Going into the law office of a divorce or family law attorney is an extremely stressful experience for most. For many individuals, they never thought this day would come. They didn’t think they’d ever need a divorce or family law attorney. Now that this has become a reality, many want some moral support.
This moral support often comes by way of an individual bringing a friend or family member with them. The idea is noble. They want some help and guidance. They want somebody with them that they know and trust to stand by their side, help make sure they are making the right decisions or help ensure that they don’t forget to tell the attorney something during the meeting.
The idea makes sense in many different ways. Who would want to go to a stressful meeting alone? It feels good to have a friend or family member with them to help make the stressful situation more palatable.
The reality, however, is there are risks involved with bringing another person to the initial consultation. For example, conversations between an attorney and potential client/client are generally privileged and confidential in a family law matter. This means that the attorney cannot disclose what was said.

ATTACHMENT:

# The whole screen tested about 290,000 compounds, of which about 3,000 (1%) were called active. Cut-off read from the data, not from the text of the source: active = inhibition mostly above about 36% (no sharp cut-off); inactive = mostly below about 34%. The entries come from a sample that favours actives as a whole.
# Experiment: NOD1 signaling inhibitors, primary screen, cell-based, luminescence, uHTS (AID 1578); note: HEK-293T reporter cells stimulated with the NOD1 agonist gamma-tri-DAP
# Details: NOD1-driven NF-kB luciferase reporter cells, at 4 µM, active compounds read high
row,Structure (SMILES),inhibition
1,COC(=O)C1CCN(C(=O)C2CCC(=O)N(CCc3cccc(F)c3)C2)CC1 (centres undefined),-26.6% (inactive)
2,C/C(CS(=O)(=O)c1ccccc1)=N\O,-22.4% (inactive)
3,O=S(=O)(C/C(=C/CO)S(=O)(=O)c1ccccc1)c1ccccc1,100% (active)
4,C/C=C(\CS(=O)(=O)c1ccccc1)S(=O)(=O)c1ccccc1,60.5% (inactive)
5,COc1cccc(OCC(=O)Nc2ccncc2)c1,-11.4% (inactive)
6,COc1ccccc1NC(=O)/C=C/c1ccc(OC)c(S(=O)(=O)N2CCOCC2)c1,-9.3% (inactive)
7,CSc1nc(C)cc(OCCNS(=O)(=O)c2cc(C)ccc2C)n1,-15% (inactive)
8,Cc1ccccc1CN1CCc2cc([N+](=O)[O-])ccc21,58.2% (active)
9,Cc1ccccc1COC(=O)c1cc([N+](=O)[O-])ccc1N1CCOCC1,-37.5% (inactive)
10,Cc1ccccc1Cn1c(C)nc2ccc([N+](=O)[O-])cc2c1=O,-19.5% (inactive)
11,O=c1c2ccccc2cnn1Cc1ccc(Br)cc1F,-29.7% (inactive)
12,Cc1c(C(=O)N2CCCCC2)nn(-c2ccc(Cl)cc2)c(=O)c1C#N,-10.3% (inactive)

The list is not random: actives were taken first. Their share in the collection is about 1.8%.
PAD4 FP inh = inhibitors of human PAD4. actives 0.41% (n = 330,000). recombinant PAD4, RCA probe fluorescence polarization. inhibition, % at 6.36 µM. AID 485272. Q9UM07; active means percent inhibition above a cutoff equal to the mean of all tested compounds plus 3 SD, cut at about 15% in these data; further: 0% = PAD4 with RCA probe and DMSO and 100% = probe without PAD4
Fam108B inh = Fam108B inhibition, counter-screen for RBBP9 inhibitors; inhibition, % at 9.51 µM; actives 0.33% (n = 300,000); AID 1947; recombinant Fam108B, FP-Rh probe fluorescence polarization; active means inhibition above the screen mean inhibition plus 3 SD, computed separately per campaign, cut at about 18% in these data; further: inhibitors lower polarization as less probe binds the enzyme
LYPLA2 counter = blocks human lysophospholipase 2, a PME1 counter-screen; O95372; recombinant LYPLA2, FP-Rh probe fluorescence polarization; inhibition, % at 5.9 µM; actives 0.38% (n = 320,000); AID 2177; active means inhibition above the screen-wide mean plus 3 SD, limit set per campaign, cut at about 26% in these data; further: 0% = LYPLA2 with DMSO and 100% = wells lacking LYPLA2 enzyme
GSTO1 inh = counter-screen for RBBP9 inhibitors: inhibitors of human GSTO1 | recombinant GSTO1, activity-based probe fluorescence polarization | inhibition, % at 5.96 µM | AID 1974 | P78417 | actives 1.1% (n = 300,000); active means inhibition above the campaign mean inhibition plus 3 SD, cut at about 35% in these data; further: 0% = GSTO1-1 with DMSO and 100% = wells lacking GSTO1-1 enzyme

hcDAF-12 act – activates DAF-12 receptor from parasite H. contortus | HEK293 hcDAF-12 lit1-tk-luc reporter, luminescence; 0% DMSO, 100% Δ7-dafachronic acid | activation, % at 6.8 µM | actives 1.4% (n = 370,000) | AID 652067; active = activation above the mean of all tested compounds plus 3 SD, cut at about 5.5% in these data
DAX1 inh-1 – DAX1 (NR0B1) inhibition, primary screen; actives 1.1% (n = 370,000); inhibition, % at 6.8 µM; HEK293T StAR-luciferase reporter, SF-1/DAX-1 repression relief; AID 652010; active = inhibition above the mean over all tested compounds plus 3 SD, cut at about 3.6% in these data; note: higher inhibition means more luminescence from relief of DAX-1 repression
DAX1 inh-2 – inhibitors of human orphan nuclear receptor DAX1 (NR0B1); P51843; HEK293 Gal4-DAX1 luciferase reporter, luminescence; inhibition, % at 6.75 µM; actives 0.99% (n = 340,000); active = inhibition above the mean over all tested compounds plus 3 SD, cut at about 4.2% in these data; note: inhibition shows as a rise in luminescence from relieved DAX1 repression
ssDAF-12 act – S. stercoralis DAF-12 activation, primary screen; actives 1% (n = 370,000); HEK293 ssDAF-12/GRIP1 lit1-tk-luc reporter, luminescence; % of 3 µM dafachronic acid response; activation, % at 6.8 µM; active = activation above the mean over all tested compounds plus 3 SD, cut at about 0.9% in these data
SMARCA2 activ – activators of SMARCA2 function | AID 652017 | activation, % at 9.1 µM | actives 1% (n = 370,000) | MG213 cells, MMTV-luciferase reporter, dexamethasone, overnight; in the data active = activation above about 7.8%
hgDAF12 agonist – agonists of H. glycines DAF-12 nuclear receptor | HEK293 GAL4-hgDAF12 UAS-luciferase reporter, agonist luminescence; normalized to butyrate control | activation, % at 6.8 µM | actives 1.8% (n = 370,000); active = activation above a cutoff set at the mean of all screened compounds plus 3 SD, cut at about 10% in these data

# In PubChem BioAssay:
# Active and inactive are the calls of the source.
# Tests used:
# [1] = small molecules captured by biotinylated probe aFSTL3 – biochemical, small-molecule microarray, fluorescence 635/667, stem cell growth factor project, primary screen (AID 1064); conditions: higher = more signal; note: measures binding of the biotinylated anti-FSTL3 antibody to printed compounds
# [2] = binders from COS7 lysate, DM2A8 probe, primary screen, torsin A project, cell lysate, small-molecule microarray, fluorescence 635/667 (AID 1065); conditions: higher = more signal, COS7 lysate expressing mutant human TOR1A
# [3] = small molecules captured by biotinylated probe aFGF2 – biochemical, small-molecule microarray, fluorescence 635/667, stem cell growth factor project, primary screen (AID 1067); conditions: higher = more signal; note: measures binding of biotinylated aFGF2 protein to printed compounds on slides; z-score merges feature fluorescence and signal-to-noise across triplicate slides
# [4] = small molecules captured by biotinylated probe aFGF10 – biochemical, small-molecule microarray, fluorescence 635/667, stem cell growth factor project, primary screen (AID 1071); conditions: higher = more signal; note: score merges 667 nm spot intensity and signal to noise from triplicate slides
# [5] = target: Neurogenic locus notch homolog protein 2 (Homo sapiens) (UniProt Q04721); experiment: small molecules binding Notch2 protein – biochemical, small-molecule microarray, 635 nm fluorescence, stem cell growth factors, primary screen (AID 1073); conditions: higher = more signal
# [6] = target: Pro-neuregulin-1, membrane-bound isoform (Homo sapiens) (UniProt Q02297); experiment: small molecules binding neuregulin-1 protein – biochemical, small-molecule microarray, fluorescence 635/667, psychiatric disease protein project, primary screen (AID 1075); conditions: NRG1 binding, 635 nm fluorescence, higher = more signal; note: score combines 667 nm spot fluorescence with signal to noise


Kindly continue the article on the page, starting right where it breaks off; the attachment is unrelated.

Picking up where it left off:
But when another attorney is sitting in the room during these conversations, problems can arise. In theory, this third-party could be subpoenaed in the future to testify in trial or at a deposition. They could theoretically be asked what was said during these meetings. With a third-party in the room, privilege and confidentiality may arguably be waived.
All of a sudden the confidential information that the potential client/client thought they were telling their lawyer might not be that confidential any longer. What they said (even their deepest, darkest secrets) could then be put in peril and come out in court.
In other cases, this friend or family member could potentially become adverse during the divorce or family law litigation. This is because tensions can often run high during these cases. Your friend today, unfortunately, may not be your friend tomorrow. This friend could then go to the other side’s attorney voluntarily and disclose what was said and the advice given.
For these reasons, it’s generally not wise for friends and family members to participate in important meetings about a case where confidential information is being disseminated and legal advice given. At a minimum, a party should know the risks and make an informed decision.
If you are going through a divorce or family law matter, Stange Law Firm, PC can help. You can contact us at 1-855-805-0595.